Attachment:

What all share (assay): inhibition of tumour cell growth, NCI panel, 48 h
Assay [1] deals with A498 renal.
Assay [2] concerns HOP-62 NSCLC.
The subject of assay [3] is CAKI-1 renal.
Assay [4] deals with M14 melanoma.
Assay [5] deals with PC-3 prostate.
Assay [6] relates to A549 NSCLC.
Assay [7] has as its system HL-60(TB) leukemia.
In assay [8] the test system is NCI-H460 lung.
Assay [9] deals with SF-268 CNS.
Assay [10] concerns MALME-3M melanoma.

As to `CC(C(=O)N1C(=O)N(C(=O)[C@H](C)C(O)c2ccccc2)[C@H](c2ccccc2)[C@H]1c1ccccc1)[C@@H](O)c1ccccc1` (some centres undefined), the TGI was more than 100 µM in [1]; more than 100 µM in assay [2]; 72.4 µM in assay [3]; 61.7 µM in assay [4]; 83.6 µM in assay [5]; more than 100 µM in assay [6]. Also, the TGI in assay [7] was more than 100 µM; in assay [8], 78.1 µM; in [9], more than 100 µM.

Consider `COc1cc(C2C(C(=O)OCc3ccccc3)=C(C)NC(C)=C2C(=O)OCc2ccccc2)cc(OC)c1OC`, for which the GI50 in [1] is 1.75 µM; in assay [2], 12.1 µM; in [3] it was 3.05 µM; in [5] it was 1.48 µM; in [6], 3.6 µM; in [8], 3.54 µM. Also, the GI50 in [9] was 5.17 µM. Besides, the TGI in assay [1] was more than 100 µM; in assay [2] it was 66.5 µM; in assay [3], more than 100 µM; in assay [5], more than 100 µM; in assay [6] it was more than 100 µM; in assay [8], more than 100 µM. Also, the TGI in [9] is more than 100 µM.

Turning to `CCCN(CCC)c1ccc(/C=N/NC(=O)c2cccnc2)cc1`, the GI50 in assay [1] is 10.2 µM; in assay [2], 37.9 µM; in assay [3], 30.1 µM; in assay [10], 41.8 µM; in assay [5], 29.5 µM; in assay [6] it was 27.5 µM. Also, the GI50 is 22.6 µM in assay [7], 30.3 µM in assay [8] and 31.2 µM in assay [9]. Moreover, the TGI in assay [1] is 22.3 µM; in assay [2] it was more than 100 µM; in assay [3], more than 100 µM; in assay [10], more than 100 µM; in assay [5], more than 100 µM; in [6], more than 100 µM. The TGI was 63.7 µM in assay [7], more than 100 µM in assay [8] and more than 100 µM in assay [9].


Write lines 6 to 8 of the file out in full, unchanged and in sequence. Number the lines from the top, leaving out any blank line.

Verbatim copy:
Assay [5] deals with PC-3 prostate.
Assay [6] relates to A549 NSCLC.
Assay [7] has as its system HL-60(TB) leukemia.